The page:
47.
High- mono-frequency power spectrum Fowler et al. (ACT collaboration), “The Atacama Cosmology Telescope : A Measurement of the 600 < < 8000 Cosmic Microwave Background Power Spectrum at 148 GHz,” astro-ph/1001.2934 (2010).
48.
SPT (South Pole Telescope) IR point sources Hall et al. (SPT collaboration), “Angular Power Spectra of the Millimeter Wavelength Background Light from Dusty Star-forming Galaxies with the South Pole Telescope (astro-ph/0912.4315)
49.
Kinetic Sunyaev-Zeldovich & Ostriker-Vishniac effect (much smaller than the thermal SZ effect and easily confused with cosmological perturbations because of its blackbody spectral form) η0 ∆T (Ω) = dηa(η)ne (η)σT exp[−τ ] Ω · v(Ω(η0 − η), η) T Ostriker −Vishniac 0 ∞ = dτ σT exp[−τ ] Ω · v(Ω(η0 − η(tau)), η) 0 ∆T vpec = τcluster T kSZ c Three related effects are incorporated within a single formula : (1) kinetic Sunyaev-Zeldovich (fully collapsed and virialized objects) (2) Ostriker-Vishniac (in the ﬁeld, higher-order perturbation theory, later times, (3) patchy reionization (emphasizes the effect of sharp edges of the electron density, due to Strömgen spheres....). These should be though of as aspect of a single effect because the distinctions between them cannot be cleanly differentiated.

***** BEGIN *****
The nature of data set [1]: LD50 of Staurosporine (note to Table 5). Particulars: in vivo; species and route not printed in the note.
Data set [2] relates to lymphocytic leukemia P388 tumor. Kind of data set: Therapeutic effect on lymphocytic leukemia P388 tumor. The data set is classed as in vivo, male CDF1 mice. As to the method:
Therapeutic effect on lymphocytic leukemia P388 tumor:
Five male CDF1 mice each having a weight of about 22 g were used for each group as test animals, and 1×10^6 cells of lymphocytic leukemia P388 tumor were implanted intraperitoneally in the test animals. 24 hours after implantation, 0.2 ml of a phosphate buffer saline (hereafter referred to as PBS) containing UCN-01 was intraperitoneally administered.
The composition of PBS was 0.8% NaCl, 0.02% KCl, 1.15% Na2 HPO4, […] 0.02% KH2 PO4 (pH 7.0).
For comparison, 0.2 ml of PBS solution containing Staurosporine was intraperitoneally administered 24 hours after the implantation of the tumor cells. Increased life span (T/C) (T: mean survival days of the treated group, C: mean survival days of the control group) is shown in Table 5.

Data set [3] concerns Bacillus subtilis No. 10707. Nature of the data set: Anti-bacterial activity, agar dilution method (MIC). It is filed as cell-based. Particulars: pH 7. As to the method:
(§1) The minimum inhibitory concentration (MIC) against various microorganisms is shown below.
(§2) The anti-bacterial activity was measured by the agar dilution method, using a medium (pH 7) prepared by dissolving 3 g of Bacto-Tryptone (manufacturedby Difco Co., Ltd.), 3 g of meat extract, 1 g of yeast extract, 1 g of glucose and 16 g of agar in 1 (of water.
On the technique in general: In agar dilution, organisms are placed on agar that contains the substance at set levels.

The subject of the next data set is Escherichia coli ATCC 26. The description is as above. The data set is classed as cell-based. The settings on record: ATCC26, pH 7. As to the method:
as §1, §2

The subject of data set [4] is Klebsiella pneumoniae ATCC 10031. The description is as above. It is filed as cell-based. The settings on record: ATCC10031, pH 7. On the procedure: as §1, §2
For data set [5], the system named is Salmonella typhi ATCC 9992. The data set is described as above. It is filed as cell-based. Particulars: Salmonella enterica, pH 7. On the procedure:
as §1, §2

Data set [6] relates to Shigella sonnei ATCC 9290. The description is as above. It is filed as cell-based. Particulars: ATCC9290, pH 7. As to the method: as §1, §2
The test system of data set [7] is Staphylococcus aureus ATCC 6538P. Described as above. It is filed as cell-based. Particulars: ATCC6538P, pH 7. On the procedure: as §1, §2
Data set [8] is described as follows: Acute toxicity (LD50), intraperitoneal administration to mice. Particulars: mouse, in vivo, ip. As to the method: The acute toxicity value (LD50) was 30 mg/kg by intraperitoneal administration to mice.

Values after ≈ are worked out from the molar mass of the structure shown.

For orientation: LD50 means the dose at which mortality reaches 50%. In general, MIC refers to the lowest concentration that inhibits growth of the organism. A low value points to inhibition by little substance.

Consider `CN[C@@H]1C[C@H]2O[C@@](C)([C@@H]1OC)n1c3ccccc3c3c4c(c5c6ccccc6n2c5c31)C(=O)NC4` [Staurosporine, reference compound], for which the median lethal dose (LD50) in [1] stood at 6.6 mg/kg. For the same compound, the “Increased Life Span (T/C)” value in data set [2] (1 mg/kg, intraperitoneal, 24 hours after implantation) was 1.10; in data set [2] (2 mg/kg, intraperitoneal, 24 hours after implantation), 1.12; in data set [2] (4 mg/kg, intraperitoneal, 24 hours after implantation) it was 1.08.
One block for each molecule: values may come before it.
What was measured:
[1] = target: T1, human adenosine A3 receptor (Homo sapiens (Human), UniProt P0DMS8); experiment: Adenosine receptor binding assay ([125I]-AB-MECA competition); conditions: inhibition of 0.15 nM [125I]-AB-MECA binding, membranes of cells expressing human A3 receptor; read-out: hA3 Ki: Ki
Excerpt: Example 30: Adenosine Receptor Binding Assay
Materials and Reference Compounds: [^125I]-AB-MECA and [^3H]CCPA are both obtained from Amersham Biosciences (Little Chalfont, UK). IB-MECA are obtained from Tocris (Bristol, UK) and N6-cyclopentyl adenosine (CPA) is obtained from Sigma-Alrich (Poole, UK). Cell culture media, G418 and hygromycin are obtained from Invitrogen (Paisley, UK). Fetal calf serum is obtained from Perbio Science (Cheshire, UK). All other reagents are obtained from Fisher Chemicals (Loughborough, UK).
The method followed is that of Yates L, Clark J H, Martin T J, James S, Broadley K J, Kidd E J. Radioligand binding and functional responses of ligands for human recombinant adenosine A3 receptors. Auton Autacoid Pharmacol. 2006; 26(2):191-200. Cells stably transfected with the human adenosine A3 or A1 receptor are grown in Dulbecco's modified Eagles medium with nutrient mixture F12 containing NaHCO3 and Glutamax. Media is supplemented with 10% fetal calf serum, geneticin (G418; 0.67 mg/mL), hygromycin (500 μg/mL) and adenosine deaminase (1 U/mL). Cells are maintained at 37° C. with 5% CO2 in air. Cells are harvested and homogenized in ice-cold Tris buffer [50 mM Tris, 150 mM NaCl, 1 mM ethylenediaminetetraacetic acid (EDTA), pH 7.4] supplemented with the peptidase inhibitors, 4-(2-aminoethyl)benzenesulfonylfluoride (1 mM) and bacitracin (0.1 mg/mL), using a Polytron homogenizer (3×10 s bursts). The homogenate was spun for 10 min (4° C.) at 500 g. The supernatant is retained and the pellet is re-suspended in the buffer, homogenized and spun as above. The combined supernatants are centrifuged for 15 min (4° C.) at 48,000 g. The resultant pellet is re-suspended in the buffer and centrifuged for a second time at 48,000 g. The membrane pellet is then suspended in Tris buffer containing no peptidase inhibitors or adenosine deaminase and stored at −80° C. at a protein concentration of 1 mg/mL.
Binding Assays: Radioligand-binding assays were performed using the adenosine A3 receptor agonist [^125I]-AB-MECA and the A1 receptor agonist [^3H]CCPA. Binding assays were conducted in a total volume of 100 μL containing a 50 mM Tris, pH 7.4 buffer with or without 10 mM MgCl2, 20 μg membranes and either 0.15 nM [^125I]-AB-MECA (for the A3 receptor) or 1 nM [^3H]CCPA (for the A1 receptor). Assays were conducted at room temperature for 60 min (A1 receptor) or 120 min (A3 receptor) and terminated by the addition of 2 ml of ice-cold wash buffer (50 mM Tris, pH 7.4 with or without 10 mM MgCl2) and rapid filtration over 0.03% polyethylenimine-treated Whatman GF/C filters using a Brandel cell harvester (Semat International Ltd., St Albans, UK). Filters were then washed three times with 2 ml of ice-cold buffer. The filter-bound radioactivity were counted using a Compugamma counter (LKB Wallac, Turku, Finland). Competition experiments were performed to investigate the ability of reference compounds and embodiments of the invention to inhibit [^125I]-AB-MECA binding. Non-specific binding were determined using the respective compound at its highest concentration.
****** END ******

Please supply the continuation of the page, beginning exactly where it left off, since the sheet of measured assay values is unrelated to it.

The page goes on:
50.
Point sources Two basic types : radio point sources [arising from synchrotron emission in compact objects (e.g., radio-loud AGNs, "ﬂat spectrum" radion galaxies, BL-Lacs,....), and IR points sources (dusty galaxies with hot thermal dust emission) Point sources dominate at high- . May be approximated as a Poissonian distribution of pointlike objects on the celestial sphere. But these two simplifying approximations have their limitations, especially as increasingly smaller scales are being probed. Clustering complicates constructing a template to account for unsubtracted point sources. Unfortunately, their spectral indices vary considerably ; therefore, to identify either in high frequency or low frequency maps and mask in the intermediate "CMB" frequencies is a good strategy for the most luminous objects. Nevertheless, a background of unresolved point sources is predicted to subsist.